Man-made ponds containing goldfish and koi tend to have a much higher level of nutrients than is found in nature. Algae-promoting nutrients can be hundreds or thousands of times higher than “normal.” Koi and goldfish require feeding. Fish food contains the same nutrients algae need to grow. Fish digest only a portion of their food. Fish waste contains excess nutrients, which are released into the water. More fish means more feeding. More feeding means more nutrients added to the water.

These nutrients fuel algae growth which results in green blooms in the water and stringy algae on rocks, plants and water falls. All these factors create a biological and chemical imbalance that favor algae growth.

Tipping the balance toward clear water

While algae cannot be completely eliminated, we can reduce the chances of algae problems by making it harder for the tiny plants to grow. Here are some steps that will help keep your pond clean and clear.

  • Add plenty of floating plants like water lilies, water lettuce and water hyacinth. They reduce light penetration and remove algae-promoting nutrients from the water.
  • Feed the fish small amounts of food. Over-feeding just feeds the algae! Only feed what the fish will consume in 1 minute. Never let uneaten pellets remain in the pond.
  • Don’t add too many fish. More fish means more feeding. Over-crowding increases the chances of fish health problems and algae growth.
  • Remove sludge from the pond. Organic debris releases algae-stimulating nutrients as it decomposes.
  • Keep the filter clean. Most pond filters don’t remove algae but they do collect organic debris. Decomposing debris will release nutrients like phosphate into the water.

Using technology to reduce algae growth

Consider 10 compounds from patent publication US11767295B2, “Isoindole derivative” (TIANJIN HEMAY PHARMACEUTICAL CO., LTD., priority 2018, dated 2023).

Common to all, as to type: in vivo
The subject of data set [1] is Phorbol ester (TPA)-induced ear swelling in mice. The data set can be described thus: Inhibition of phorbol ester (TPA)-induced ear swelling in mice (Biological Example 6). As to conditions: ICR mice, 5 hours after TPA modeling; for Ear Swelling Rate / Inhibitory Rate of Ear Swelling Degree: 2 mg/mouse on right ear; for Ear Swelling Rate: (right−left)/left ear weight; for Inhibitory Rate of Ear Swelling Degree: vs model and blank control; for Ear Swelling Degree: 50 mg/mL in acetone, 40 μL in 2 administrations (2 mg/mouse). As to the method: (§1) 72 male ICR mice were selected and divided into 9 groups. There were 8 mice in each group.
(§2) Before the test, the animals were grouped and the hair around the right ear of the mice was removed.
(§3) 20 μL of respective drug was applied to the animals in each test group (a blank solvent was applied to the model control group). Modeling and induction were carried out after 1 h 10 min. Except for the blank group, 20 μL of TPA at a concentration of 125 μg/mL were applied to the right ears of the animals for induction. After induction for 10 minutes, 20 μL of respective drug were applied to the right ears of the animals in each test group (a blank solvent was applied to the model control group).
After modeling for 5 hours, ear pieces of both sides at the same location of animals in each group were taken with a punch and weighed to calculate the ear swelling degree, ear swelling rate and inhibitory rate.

Many ask why they need pumps, filters or UV sterilizers for their backyard pond.

It is important to remember that man-made ponds and water gardens are very different biologically and chemically compared to natural ponds. Technology helps counteract the unnatural stocking density of fish and plants, elevated nutrient levels and shallow depth of backyard koi ponds and water gardens.

  • Water circulation brings oxygenated water to the lower level of the pond, preventing low-oxygen conditions near the sediment. Stagnation allows debris to collect on the bottom. Under these conditions permit nutrients to be released from the sediment and into the water.
  • A properly maintained pond filter removes organic debris from the water before it breaks down and releases nutrients. Keep the filter clean!
  • An ultraviolet (UV) clarifier will kill free-floating green-water algae. UV clarifiers will not kill string algae that is attached to the pond.

Using water treatments to control algae

Algae control chemicals fall into two categories: natural and man-made.

Natural treatments include algae-inhibiting barley straw and bacteria products. Neither directly kills the algae. Rather, they inhibit growth by changing the conditions in the pond. Natural products tend to work slowly.

Chemical algaecides work faster. Neither type corrects the conditions that caused the imbalance. They can reduce the population of algae and make it easier to bring the pond back into a natural, healthy balance.

  • Chemical algaecides kill the algae by causing their cellulose cells to fall apart.
  • Bacterial additives can remove nutrients from the water and help starve the algae.
  • Water clarifying chemicals cause suspended algae to clump together and settle in the pond or filter.
  • Dyes color the water blue, shading the algae and inhibiting green water.

Conclusions

Algae is a natural and important part of your pond’s ecosystem. It cannot be eliminated but can be controlled through proven pond-keeping methods.

For water gardens the first step is adding plants that shade the water and remove algae-promoting nutrients from the water.

For koi ponds and water gardens, avoid over-stocking and over-feeding the fish.

A UV clarifier will eliminate murky green water algae blooms in any pond. Maintaining the filter and removing organic debris from the ponds improves water quality and removes algae-promoting nutrients from the pond.

Natural and chemical treatments help but are not a substitute for proper care of the pond.